To read the news coverage and punditry following Thursday’s U.S. House vote on border funding, you’d think President Trump and Senate Republicans were the big winners.

House Speaker Nancy Pelosi had vowed the House version of the bill would, unlike the Senate’s, include restrictions on how agencies could use the funds and more protections for unaccompanied minors being held at the Mexican border. But Pelosi ultimately gave in and held a vote on a bill without those amendments, largely because members of her own party were unwilling — and rightly so — to let the bill languish any further.

Pelosi’s intent — to force the Trump administration to improve conditions for those being treated inhumanely at the border by our government — was correct, but to delay getting help to those in need would have been an even greater failure.

On the partisan political scoreboard, perhaps it is a triumph for the president and Senate leadership; their version of the funding bill won out, after all. The real winners here are those being detained — assuming the Immigration and Customs Enforcement arm of Homeland Security applies the funds to bettering the treatment of detainees, especially children.

There have always been immigrants and asylum seekers at our southern border, but the pressure has increased dramatically under the Trump administration. While often-horrific conditions in their native countries is the root cause, the increase appears fueled, in part, by fear among Central and South American residents that their opportunity to emigrate to the U.S. will be lost under a president whose central campaign theme was: Stop letting these people in.

But it’s also, in part, a manufactured crisis created and worsened by Trump’s policies, including pulling humanitarian aid from some of the countries in turmoil and intentionally worsening conditions in border detention camps, with the goal of dissuading desperate, endangered people from trying to enter our country.

Essentially, the policy is to make coming here so difficult and unpleasant that those pondering the trek from or through Mexico won’t bother. The fact that they still do speaks to the quality of life they’re trying to put behind them. And Congress, too, has until now shared blame resulting from partisan inaction borne from a fear of letting the other party, or the president, claim a “victory.”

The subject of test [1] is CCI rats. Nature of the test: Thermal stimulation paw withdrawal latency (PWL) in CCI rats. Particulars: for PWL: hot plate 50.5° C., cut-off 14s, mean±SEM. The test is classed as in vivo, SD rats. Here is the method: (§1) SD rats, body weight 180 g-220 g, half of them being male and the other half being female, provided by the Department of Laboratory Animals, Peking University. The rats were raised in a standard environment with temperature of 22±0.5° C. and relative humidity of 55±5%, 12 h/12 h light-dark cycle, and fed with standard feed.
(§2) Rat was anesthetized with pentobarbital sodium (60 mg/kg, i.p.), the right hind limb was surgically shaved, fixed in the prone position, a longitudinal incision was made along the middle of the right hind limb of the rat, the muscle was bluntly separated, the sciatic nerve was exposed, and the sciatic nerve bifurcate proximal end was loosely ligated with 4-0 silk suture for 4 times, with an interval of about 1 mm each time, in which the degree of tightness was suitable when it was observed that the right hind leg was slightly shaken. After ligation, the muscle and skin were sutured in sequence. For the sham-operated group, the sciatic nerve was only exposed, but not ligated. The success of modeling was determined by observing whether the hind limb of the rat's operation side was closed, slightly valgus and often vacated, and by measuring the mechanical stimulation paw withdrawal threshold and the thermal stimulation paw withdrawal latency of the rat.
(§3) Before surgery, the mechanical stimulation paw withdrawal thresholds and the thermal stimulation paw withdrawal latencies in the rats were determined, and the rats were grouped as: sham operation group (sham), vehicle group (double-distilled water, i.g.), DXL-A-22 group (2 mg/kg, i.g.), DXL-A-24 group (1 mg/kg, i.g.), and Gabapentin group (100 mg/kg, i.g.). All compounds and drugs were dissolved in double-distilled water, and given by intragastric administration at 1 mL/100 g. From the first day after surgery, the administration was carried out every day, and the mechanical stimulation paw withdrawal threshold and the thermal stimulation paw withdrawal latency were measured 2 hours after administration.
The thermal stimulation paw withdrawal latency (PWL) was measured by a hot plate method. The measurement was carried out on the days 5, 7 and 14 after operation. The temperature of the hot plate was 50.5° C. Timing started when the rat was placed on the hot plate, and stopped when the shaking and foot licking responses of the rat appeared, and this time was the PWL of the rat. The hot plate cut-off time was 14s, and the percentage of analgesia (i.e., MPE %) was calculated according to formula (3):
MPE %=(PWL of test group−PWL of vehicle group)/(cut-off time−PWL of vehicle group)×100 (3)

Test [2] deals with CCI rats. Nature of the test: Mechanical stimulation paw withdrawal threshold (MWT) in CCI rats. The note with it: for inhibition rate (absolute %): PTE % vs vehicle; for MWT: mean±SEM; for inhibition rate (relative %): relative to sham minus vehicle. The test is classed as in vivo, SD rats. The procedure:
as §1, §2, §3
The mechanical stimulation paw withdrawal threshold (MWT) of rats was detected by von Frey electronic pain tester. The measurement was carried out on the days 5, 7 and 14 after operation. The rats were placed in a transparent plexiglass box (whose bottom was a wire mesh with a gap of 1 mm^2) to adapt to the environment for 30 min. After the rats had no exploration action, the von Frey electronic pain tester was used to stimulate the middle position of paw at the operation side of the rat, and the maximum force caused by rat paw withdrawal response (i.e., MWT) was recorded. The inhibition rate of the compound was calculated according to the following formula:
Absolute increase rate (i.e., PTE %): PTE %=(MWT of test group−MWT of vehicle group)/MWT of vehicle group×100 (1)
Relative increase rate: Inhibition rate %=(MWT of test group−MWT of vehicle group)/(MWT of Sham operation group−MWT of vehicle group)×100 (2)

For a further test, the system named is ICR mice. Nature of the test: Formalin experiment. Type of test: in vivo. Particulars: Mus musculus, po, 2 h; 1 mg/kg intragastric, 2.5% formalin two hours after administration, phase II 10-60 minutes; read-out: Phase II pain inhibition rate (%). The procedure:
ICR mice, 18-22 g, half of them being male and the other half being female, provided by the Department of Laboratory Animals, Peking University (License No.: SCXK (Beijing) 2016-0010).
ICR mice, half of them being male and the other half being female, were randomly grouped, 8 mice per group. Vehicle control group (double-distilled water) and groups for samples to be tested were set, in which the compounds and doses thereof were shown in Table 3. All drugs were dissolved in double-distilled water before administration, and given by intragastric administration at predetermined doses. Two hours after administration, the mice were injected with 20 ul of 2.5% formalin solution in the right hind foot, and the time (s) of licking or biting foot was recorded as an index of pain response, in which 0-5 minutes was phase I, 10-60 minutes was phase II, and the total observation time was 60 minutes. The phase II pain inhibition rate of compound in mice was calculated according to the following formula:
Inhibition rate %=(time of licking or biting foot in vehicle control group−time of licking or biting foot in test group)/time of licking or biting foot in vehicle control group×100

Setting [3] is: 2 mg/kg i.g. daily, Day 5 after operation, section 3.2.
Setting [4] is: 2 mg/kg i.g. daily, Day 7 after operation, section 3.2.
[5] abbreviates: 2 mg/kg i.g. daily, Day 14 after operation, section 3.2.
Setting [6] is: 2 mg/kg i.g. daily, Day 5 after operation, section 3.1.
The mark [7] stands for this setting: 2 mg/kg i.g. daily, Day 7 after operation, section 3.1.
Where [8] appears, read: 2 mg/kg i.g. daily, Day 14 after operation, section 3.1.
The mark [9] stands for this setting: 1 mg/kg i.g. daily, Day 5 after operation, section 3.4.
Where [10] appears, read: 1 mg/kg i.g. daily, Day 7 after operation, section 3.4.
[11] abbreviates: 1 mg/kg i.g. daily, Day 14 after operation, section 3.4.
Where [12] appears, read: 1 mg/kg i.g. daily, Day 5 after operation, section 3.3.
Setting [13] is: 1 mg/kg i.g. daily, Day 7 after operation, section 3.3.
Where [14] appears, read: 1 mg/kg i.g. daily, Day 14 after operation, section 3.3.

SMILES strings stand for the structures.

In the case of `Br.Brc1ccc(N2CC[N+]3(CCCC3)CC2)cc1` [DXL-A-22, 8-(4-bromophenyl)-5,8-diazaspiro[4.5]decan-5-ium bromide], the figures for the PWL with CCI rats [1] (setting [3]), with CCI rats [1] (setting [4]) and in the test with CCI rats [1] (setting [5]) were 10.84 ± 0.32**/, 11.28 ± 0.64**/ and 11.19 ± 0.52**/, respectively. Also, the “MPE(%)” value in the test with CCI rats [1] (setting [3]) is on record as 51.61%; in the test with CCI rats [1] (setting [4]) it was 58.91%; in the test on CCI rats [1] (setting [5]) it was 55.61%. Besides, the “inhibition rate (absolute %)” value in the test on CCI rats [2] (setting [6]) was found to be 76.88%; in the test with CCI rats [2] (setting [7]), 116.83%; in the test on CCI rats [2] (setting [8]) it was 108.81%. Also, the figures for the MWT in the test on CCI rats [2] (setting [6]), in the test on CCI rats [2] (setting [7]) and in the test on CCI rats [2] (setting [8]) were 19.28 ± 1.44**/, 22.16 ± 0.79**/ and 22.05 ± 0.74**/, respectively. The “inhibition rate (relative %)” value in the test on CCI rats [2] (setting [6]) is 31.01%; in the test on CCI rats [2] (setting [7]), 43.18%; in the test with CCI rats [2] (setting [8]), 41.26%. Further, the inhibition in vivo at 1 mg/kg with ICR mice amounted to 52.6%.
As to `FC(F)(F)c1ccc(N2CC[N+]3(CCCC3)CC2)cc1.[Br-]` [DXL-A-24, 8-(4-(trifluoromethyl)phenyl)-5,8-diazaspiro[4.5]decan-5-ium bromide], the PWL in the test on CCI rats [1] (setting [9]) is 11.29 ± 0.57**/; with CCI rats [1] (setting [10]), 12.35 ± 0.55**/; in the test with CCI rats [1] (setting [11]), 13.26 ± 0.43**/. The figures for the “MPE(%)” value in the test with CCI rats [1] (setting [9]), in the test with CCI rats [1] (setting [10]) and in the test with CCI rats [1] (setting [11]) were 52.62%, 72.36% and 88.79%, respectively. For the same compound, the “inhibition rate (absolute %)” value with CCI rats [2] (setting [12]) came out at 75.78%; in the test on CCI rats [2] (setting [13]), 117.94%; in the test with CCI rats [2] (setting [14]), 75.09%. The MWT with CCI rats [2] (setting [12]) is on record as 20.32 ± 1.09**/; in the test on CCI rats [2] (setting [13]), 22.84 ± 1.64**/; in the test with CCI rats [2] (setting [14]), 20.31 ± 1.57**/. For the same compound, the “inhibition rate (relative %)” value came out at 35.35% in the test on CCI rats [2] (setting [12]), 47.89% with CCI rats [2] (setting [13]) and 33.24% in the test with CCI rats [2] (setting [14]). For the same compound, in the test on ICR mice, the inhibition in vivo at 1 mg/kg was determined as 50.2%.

The result is appalling and unconscionable. Habitat for Humanity’s Kate Sam, in The Baltimore Sun, described the treatment of children at the border detention centers:

“For those who haven’t read about it, multiple news outlets, from the New York Times to Fox News, reported that hundreds of children as young as 2 are being held in inhumane conditions. They are in overcrowded cells, without soap or toothbrushes, without diapers or clean clothes, sleeping on cold floors with the lights on all night. Older children are doing their best to comfort other children they have only just met. Attorneys from the Justice Department argued that none of this violated their legal duty to provide ‘safe and sanitary’ conditions for children.

“Beyond the latest reports, we also know that thousands of children have been separated from their parents and that there have been thousands of reports of sexual assault and abuse in these detention facilities. In the past year alone, at least seven children have died in detention — after a decade of no deaths.”

The administration’s efforts to defend this sort of treatment have alternately tried to shift the blame to congressional Democrats — who have no ability on their own to direct the administration’s policies — or to put it on the immigrants themselves: If you don’t want to be mistreated, don’t come here.

The recent excuse for not addressing the humanitarian crisis has been to say there’s not enough money to improve conditions. That’s a farcical claim from a president who has moved funding for needed projects to put toward his favored border wall. The Department of Homeland Security’s 2019 budget is $47.5 billion. The Border Patrol alone gets $4.4 billion this year. To say there’s not enough money to provide diapers and mattresses is beyond reason.

But even accepting that additional funds were needed, Congress has now acted. That excuse has ceased to exist, and the public outrage that pushed House Democrats and Pelosi to cave will lie upon only Trump and his agencies if they now fail to address the crisis.

Whether they now act in a more humane manner, and how much mistreatment of innocent children Americans will endure, remains to be seen.